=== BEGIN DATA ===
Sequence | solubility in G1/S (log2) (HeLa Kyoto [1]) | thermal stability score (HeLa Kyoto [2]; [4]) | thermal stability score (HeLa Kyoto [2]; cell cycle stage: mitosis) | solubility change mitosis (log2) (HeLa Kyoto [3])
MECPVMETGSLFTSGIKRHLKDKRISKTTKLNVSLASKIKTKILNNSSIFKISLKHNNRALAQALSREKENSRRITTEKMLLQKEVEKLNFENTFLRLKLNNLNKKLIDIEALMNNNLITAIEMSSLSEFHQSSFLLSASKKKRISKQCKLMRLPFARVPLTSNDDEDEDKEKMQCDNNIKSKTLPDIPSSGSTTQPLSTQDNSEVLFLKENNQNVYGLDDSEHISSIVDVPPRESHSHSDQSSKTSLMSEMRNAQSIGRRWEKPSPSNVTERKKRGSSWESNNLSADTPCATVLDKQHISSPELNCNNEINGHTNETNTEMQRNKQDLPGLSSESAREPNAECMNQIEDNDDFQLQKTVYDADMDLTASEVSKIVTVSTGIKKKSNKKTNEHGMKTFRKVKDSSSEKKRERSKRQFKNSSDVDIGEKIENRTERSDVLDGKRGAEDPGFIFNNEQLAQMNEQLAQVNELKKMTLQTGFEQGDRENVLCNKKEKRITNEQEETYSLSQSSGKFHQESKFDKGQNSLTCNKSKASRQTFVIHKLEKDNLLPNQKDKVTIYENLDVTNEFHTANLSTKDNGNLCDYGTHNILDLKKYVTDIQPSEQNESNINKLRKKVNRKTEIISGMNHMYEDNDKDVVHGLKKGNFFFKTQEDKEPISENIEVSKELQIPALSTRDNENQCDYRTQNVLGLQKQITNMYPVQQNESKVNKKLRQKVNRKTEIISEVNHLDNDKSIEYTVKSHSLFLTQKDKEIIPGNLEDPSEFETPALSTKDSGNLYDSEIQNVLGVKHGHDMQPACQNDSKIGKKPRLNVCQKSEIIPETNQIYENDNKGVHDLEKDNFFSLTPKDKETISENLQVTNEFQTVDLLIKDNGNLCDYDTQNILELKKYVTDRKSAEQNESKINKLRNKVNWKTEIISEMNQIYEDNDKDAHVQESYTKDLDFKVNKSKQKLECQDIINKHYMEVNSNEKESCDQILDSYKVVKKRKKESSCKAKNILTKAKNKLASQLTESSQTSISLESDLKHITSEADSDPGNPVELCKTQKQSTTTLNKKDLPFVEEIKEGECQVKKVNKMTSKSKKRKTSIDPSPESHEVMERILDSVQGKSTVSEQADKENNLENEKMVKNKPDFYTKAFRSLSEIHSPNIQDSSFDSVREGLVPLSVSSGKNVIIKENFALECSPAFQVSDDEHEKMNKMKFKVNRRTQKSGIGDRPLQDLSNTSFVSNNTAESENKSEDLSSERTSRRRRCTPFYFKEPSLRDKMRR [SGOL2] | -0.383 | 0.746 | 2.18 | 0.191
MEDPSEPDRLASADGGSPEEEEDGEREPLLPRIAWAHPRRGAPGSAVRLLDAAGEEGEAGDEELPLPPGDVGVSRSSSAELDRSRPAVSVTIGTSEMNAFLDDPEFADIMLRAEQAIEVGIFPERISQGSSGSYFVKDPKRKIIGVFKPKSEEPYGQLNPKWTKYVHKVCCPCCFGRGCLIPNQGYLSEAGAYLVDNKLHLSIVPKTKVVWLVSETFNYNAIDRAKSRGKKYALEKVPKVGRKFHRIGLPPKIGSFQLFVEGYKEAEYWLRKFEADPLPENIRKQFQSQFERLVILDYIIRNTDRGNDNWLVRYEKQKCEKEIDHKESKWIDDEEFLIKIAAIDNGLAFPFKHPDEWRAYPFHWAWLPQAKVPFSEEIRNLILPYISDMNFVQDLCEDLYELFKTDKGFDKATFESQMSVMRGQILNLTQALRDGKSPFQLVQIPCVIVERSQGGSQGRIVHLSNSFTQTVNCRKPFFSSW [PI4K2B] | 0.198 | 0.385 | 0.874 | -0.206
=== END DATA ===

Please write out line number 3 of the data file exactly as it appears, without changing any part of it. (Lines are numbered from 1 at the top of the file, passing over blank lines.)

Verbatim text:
MEDPSEPDRLASADGGSPEEEEDGEREPLLPRIAWAHPRRGAPGSAVRLLDAAGEEGEAGDEELPLPPGDVGVSRSSSAELDRSRPAVSVTIGTSEMNAFLDDPEFADIMLRAEQAIEVGIFPERISQGSSGSYFVKDPKRKIIGVFKPKSEEPYGQLNPKWTKYVHKVCCPCCFGRGCLIPNQGYLSEAGAYLVDNKLHLSIVPKTKVVWLVSETFNYNAIDRAKSRGKKYALEKVPKVGRKFHRIGLPPKIGSFQLFVEGYKEAEYWLRKFEADPLPENIRKQFQSQFERLVILDYIIRNTDRGNDNWLVRYEKQKCEKEIDHKESKWIDDEEFLIKIAAIDNGLAFPFKHPDEWRAYPFHWAWLPQAKVPFSEEIRNLILPYISDMNFVQDLCEDLYELFKTDKGFDKATFESQMSVMRGQILNLTQALRDGKSPFQLVQIPCVIVERSQGGSQGRIVHLSNSFTQTVNCRKPFFSSW [PI4K2B] | 0.198 | 0.385 | 0.874 | -0.206